The outcome of the previous late night is now projecting its impact on our common future. It's more than realizing that we are a 50/50 divided electorate (of those of us who voted...the other 45%..what's your deal?), or that we've endured as ugly and endless an election cycle as anyone should have to bear, or knowing we've been made pawns of media who profit by fomenting antipathy among its citizenry, and dark money PACs who expend millions to craft the narrative of their choice as truth without accountability.
It's more than swallowing hard in the recognition that the candidate who garnered my vote didn't win...Lord knows I'm used to that. Shoot, the candidate I voted for didn't win the primary! I've voted in 9 presidential elections... I'm 5-4...actually I'd argue I'm 6-3, but Florida, right?
Elections are supposed to be contests of ideas. The presupposition is that with the winner comes the implementation of the ideas that framed the platform on which they ran because they won. Elections have consequences.
And that's just it, right?
Recognizing that our system of government has checks and balances, when all branches fall under the control of one party, we should take pause at what the implications of that mean.
I serve as pastor of a church who is open to all, we sees the inherent value as children of God in each soul we serve, to each who comes to be part of our community.
I pastor a church blessed by the presence, discipleship and leadership of members who are part of the LGBTQ community who must now worry that their rights to marry, to do business and to adopt will fall away.
Whatever it is I thought of the Affordable Care Act (hated it, but not for the reasons those who will repeal it do), there are millions of citizens who have received the security of health care for the first time who are anxious. Or what about adult children (like mine) who have been allowed to remain on their parent's insurance as a means of security during the years they're figuring out their lives? Or what about those with pre-existing conditions?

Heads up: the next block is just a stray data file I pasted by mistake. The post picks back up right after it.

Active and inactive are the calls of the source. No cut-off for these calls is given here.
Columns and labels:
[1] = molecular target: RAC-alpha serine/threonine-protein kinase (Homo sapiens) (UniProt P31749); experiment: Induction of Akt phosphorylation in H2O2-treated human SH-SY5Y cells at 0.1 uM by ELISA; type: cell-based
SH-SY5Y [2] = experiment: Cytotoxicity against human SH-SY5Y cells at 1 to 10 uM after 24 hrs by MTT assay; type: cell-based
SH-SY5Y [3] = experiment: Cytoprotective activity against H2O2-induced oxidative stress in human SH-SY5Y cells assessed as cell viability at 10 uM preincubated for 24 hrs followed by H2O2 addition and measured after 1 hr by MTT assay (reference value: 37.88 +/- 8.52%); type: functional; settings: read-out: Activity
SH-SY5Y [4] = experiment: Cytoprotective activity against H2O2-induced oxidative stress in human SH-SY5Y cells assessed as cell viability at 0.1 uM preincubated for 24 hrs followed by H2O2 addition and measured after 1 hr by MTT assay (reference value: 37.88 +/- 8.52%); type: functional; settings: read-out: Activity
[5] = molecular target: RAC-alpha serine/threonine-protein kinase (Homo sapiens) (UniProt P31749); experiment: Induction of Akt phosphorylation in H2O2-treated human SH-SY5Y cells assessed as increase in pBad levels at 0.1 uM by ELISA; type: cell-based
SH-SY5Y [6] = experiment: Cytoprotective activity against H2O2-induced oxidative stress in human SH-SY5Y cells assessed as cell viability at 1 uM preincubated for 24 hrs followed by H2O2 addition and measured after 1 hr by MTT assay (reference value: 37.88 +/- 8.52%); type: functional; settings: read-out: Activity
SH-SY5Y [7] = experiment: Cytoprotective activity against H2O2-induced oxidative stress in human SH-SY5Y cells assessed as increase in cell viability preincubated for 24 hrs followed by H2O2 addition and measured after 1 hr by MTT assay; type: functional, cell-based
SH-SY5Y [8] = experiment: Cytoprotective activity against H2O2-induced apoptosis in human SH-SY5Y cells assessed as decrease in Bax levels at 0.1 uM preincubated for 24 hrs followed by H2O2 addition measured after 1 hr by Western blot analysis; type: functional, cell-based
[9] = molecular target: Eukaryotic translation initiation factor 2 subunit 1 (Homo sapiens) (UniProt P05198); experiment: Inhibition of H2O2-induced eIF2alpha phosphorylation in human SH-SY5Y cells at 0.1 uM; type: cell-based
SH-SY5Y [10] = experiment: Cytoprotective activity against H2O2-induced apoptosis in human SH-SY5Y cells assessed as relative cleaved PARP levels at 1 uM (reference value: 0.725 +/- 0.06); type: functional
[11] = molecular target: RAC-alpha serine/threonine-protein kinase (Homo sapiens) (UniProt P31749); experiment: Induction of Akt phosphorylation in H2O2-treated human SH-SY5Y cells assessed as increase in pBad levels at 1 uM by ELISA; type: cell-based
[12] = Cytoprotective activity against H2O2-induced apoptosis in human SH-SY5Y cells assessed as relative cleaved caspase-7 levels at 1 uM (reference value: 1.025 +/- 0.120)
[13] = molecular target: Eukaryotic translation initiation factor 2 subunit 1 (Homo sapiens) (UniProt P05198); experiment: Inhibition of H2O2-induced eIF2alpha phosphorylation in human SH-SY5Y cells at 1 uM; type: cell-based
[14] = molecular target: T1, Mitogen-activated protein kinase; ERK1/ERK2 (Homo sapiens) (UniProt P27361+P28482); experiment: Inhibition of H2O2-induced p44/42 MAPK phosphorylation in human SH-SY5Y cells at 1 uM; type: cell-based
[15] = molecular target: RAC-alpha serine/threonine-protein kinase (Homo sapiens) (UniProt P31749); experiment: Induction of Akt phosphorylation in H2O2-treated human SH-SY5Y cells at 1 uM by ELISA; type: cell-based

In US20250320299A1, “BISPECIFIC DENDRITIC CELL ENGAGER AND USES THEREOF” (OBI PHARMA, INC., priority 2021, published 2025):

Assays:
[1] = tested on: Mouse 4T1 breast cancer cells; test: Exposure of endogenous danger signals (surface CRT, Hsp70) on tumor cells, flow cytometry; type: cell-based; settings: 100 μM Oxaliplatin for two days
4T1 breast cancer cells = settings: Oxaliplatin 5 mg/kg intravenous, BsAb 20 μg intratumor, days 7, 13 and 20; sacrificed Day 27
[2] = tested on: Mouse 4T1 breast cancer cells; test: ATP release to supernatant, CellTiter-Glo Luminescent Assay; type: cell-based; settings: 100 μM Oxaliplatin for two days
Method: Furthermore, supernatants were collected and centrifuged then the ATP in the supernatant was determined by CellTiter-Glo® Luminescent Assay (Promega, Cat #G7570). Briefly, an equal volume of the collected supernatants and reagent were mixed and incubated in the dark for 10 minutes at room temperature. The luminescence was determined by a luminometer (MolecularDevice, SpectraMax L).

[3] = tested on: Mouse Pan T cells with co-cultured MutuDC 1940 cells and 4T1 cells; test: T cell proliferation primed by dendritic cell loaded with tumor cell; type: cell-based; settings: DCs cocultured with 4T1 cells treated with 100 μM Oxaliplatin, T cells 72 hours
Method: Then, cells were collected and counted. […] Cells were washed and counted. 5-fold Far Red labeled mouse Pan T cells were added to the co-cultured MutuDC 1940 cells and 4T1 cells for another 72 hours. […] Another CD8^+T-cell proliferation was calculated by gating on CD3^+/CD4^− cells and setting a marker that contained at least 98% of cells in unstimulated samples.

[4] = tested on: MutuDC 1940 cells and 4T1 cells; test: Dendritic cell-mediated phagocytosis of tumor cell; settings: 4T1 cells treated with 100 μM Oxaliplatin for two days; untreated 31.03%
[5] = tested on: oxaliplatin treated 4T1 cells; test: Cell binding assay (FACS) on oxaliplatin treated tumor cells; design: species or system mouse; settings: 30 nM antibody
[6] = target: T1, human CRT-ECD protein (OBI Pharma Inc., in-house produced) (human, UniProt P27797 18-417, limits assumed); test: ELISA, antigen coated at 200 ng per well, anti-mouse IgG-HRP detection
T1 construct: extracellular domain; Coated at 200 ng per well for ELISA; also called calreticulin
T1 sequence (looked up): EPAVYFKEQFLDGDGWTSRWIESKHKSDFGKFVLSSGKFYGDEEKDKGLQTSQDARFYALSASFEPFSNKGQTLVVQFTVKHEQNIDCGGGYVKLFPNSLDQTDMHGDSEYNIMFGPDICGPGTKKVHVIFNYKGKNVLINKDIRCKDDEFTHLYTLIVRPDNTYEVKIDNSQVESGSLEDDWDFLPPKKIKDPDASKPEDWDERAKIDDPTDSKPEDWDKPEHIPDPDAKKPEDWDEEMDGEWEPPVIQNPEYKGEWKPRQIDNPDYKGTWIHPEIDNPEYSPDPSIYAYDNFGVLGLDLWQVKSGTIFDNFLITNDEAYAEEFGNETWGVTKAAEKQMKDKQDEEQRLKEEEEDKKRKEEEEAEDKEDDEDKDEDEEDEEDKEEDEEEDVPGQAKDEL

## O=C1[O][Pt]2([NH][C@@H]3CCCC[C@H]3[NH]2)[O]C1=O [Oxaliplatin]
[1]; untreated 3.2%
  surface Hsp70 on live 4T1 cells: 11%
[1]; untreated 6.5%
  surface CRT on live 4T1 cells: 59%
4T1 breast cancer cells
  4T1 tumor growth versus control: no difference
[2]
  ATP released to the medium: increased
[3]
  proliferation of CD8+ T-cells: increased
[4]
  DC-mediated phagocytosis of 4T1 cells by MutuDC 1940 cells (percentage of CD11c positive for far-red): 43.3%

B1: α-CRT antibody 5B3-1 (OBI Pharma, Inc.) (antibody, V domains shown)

What about the anger and venom spewed during this campaign and seemingly sanctioned by the campaign toward those of the Muslim faith, or the none too subtle anti-Semitic rhetoric, or Latinos, or those who are African American...basically those who aren't white?
There was a day when misogyny lived in the secret places of work and home. Not any more, it's been on full display and accepted as the way things are. I think about the world my granddaughter will live in and wonder if she'll be allowed to reach her fullest potential without her gender being made a reason why she can't?
If the platform on which the President-elect ran is to be believed, then what then does that mean?
As a citizen, I have to figure that out.
As a pastor, as a person of faith, I must as well. Because the measure of all we say we believe about God, Jesus, and the Church is not gauged when all is right in our worlds, but precisely when it isn't. So what then shall I do:
I cannot do less but more--
in my advocacy for equality for all God's children that "liberty and justice for all" is realized.
I cannot live in fear, but in hope.
I can be discouraged, but I cannot yield to despair.
I can be angry, but I cannot allow anger to do harm, only to bring intensified focus to bring about
good, the goodness of God and the common good of my fellow citizens.
I cannot be less graceful, but more graceful than I've ever known.
I cannot be less welcoming, but open wide the doors of my heart and my church for those seeking
I cannot be less loving, but must let "Love Reign O'er Me".
I must pray for God's wisdom
for all who were elected and for those who celebrate on the day I'm left gobsmacked
for the unity of citizenry.
I must claim with deepest conviction that "Perfect Love Casts Out Fear."
1 John 4 - from The Message
"You've got to love both." Why? For the sake of the Gospel? Maybe.
But far more likely it is for the sake of my own soul.
The power of Christ compels it.